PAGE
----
Read St. Charles doctor's letter to patients

 
Posted3/6/2017 5:30 AM

Editor's note: This is the letter Rany Jazayerli posted for his patients at his offices in St. Charles, Sycamore and Oak Park. It was written before a federal judge put a hold on President Donald Trump's initial executive order banning immigrants from seven mainly Muslim countries.

To our valued patients at Clear Skin Dermatology,

 

When my parents immigrated to the United States from Syria in 1970, they arrived with the clothes on their back, $300 in their pockets, and my father's medical degree from the University of Damascus. They did not know what the future held for them. They did not know yet that they would make America their permanent home, that my dad would be a practicing cardiologist for 40 years, that they would have four children and now 10 grandchildren who would all be fiercely loyal to this great nation.

But they did know that America was the land of opportunity, one that like no other country in the world welcomed immigrants into the great tapestry of this nation, that accepted them as full citizens in due time. They knew that there was no better place on earth for two people seeking economic opportunity and escaping the tyranny of their homeland to start their lives anew.

Nearly a half-century later, America has honored its promise to my family. I have never been made to feel, not even for a moment, like anything other than a true American. That my parents were not born here, that they speak English with a foreign accent, has never felt like a stigma for me -- on the contrary, it has always been a great source of pride, that my parents chose to be American, and America gave them that choice. And I would like to think that my family has honored its promise to America. My brother is also a physician, my sisters are a lawyer and corporate executive, and I am confident our children will also contribute to this country to the best of their ability.

I thank God every day that my parents left their homeland to come to America, and that America welcomed them in. That gratitude has only increased since the Syrian government began brutally killing its own people six years ago, triggering an apocalyptic civil war that has created the worst humanitarian crisis the world has seen since World War II.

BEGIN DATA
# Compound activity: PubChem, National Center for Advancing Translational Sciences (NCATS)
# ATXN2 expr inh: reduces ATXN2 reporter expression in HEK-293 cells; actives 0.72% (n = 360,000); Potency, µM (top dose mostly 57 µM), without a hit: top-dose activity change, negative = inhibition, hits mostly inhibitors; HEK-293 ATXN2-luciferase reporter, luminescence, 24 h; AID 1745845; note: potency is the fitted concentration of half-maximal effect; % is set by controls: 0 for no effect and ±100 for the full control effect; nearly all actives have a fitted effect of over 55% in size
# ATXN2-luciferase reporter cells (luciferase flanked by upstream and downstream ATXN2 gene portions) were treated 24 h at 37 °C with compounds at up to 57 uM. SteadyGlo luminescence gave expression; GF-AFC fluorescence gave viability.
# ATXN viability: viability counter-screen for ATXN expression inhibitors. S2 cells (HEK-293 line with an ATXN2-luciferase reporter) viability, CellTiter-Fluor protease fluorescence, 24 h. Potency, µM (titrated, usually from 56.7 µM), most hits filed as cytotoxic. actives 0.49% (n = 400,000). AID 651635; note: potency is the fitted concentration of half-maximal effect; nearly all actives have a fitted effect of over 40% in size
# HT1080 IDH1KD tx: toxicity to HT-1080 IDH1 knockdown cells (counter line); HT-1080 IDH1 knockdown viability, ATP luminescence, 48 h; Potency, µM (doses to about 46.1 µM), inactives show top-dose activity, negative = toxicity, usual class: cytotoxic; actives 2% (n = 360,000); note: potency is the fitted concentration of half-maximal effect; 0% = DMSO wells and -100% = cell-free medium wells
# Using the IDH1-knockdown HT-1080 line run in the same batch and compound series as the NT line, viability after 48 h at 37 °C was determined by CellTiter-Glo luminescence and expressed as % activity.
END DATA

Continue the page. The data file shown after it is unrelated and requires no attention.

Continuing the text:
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On Jan. 27, the White House issued an executive order that blocks any citizen of seven Muslim-majority countries from entering the country for 90 days, and bans Syrian refugees indefinitely. People who live and work in the United States, even Green Card holders -- lawful permanent residents who have lived in America for a decade or more -- who were out of the country when the order was signed have been refused re-entry into the United States. Even children have been separated from their families by border officials. The order was given in the name of national security, even though not a single immigrant from any of those seven countries has ever committed a deadly terror attack on American soil.

My job is to provide my patients with the very best dermatologic care, not to engage in politics with them. And as someone who has voted in a presidential elections for both Republicans and Democrats in the past, I certainly do not want to alienate patients on either side of the political spectrum. But I do not believe this is a political or partisan issue. My parents would not be allowed to immigrate to America today. I have relatives in Syria today who are no longer allowed to enter the country. The wife of one physician colleague, who happened to be visiting her parents when the order was announced, has been denied permission to return.

It breaks my heart that immigrants who love America and everything that it stands for are being denied the same opportunity my parents were given, to work hard to make this country an even better place.

I have great confidence that the ideals of this nation will win out over fear in time. I am optimistic that a country that has welcomed immigrants for centuries, whose Statue of Liberty faces out across a vast ocean to the rest of the world as a beacon of freedom, will not let its founding principles be tarnished for good. But we must remain true to those principles as they are spelled out in our Constitution. And we must not be afraid to speak out when those principles are being threatened.

Thank you for reading, and for understanding. And may God continue to bless America.

Rany Jazayerli, M.D.

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